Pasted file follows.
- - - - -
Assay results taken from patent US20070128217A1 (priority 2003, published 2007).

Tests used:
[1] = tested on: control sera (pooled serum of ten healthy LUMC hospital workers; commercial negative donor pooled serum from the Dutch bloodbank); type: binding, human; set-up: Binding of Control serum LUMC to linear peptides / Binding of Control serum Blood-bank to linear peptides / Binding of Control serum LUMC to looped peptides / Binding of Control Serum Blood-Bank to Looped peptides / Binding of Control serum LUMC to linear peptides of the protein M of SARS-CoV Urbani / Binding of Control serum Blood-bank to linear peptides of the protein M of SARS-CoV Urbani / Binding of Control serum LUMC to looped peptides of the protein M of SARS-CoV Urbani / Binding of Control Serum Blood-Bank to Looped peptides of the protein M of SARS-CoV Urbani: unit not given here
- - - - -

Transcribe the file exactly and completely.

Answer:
Assay results taken from patent US20070128217A1 (priority 2003, published 2007).

Tests used:
[1] = tested on: control sera (pooled serum of ten healthy LUMC hospital workers; commercial negative donor pooled serum from the Dutch bloodbank); type: binding, human; set-up: Binding of Control serum LUMC to linear peptides / Binding of Control serum Blood-bank to linear peptides / Binding of Control serum LUMC to looped peptides / Binding of Control Serum Blood-Bank to Looped peptides / Binding of Control serum LUMC to linear peptides of the protein M of SARS-CoV Urbani / Binding of Control serum Blood-bank to linear peptides of the protein M of SARS-CoV Urbani / Binding of Control serum LUMC to looped peptides of the protein M of SARS-CoV Urbani / Binding of Control Serum Blood-Bank to Looped peptides of the protein M of SARS-CoV Urbani: unit not given here